Traditional vs Modern Parenting

Updated: May 4

✦ Parenting 101 - wouldn't we all love to have an instruction manual we could just follow to know what's the 'right' thing to do when we become parents?

Bridgette and Veronica with their granddaughter, Victoria in Luxembourg

Bridgette and Veronica with their granddaughter, Victoria in Luxembourg

Let's face it. It's tough being a parent.

There's no need to sugarcoat here. You don't get to go to school to learn or train how to be a parent. Pilots train to fly a plane and get everyone safely from one place to another. Doctors spend years poring over books and hours practising and learning how to help people who are sick. But to become a parent? There's no Parenting 101 or Proficiency Parenting courses we can take.

You can read all the books available on parenting and when you're faced with your toddler having a meltdown you still feel frustrated and guilty (yes, those two emotions can actually go together). There are tons of books about pregnancies and preparing for the big arrival. And we diligently apply ourselves to becoming the expert on this stage of becoming a parent. But somehow once the child arrives, perhaps there's too much going on, but it is not as common for parents to pore over books to learn 365 Mantras for Managing Meltdowns with Terrible Twos or How Not to Scream When Teenagers Push Too Many Buttons.

You just... get busy surviving being a parent.

So to all parents out there, know that you are not alone, and that we recognise Modern Day Parenting can feel arduous and stressful.

It doesn't end when you become a grandmother

I recently visited my granddaughter in Luxembourg and landed to a very different parenting experience which got me thinking about parenting styles and how one can never really know what is the 'right' thing to do. Parenting styles are different not just across generations but also across countries and culture.

It had been a long wait to finally meet my granddaughter, and now that travel restrictions have been lifted, I was raring to pack my bag and jet set my way to meeting Victoria. After a gruelling journey all the way from Australia through several countries and battling long flights, COVID tests and lost baggage, I finally got to meet our latest precious member to the family.

We all have expectations of what it would be or feel like when meeting our grandchildren for the first time, and yes it was magical and totally worth all the travel misadventures, but what I was not prepared for was how unsure I actually was about parenting. Thing is, just because you become a grandparent does not mean you have been awarded a promotion or a PhD in Parenting. If anything, I found myself even more confused about what parenting really is about!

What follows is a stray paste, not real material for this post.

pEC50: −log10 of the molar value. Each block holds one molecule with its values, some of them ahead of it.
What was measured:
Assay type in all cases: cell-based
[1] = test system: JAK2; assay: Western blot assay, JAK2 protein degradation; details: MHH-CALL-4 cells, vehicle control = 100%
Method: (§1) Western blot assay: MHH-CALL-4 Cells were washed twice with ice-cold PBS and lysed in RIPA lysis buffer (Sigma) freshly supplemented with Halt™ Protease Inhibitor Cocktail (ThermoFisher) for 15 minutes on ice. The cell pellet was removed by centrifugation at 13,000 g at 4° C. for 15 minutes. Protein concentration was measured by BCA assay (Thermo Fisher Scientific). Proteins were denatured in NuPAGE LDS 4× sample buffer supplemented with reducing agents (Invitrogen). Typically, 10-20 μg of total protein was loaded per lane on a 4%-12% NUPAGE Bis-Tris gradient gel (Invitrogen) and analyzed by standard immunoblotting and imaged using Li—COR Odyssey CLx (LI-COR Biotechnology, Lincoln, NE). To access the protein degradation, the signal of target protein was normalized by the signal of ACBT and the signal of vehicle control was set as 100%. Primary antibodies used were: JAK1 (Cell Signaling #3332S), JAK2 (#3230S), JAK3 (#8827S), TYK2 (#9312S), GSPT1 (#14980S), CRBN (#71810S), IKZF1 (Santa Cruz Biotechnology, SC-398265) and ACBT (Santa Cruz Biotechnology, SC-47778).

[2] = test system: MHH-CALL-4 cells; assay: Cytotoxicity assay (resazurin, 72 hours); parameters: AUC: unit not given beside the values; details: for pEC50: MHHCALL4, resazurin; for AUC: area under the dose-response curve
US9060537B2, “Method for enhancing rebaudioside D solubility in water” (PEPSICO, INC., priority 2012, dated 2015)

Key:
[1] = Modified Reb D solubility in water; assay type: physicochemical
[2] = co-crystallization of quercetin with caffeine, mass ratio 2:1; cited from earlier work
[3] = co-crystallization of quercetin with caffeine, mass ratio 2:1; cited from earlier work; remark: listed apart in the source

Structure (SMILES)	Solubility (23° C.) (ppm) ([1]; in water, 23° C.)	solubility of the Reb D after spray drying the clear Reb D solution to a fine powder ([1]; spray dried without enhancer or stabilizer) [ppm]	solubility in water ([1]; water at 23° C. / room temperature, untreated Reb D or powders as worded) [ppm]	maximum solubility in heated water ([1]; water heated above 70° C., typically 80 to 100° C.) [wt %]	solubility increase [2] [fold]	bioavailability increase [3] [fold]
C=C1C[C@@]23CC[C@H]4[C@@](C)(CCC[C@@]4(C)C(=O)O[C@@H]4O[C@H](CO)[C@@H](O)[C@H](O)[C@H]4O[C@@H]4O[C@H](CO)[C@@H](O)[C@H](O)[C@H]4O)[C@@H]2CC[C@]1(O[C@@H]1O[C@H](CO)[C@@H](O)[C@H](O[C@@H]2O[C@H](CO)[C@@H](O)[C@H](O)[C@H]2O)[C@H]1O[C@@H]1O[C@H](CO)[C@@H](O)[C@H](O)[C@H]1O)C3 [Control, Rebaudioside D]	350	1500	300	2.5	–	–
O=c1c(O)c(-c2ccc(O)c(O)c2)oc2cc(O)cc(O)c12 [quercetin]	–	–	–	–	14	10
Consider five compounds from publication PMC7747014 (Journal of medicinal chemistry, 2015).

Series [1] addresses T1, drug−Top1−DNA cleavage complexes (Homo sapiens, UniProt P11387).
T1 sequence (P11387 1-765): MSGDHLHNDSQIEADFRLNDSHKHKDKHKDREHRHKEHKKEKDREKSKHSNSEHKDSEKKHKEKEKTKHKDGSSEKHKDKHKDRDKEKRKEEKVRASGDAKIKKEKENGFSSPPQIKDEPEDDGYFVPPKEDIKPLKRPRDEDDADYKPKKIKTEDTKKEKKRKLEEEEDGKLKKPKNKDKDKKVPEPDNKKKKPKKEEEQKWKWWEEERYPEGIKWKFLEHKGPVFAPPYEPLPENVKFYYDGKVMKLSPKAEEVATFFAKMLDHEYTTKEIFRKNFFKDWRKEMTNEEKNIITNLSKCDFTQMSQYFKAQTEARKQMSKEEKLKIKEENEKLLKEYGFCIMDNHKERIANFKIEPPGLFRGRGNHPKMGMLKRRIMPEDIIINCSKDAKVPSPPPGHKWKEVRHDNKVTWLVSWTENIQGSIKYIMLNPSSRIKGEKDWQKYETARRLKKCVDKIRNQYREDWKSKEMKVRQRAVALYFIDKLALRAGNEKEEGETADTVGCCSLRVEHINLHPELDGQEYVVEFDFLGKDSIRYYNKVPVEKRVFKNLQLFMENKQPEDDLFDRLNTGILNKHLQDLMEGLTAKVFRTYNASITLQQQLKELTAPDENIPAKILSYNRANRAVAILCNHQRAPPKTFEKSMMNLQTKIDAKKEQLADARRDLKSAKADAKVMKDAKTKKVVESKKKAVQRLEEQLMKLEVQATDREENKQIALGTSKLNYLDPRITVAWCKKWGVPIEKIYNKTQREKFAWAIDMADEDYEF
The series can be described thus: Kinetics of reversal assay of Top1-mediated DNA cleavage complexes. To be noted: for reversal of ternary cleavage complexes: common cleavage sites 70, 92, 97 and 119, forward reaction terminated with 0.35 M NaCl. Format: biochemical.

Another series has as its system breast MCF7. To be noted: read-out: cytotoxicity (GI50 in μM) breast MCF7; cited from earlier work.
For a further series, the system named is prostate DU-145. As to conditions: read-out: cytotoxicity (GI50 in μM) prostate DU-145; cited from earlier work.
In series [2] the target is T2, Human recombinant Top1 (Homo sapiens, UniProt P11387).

I'm sure some of you have struggled over these questions:

  • Do I pick up the baby if she's crying?

  • How long should I let her cry before picking her up?

  • Do I put her down the minute she stops crying?

  • Am I hugging her too much, too long, too often?

  • Is ignoring a fussy baby going to emotionally hurt them?

  • Is pampering a fussy baby going to emotionally hurt them?

  • Why can't I feed her the things I used to feed my own daughter?

  • and the biggest question is... OMG... am I a bad mother / father?

... and the list goes on and on. You get the idea.

Many of us look back to our own childhoods as a point of reference as to how to parent. But our children are growing up in a totally different generation and there just isn't a template for how to parent in this present environment.

So as parents we are caught in this strange, eternal twilight zone between two worlds - the traditional and the modern. I thought I'd shine a brilliant light on these two seemingly opposing ways of parenting and see what I can discover about this elusive thing called parenting which seems so impossible to ever get right!

Traditional Parenting

Keywords: Authoritarian. Discipline. NO.

Main aim: The parent is the authority figure here. They teach children skills, manners, values that will allow them to become responsible adults who will in turn become useful members of society and contribute to their families.

Characteristics of children: They have good manners, have been 'well-taught' by their parents, behave really well, understand school and education are important. They get good grades and collect accomplishments in various areas of their lives. As adults, they are dependable, reliable and have good work ethics.

Style: It is a very practical way of parenting, where the focus is on the long term and the benefit of the greater good. Many may be familiar with the philosophy of "You need to study hard now so you can get a good job in the future."

Parents are more likely to exert power and authority over the children who are expected to be obedient and responsible.

In this style, parents impose more restrictions and boundaries and say no a lot more. And a NO in traditional parenting is a complete sentence. There is no room for negotiation. Discipline is strict and resistance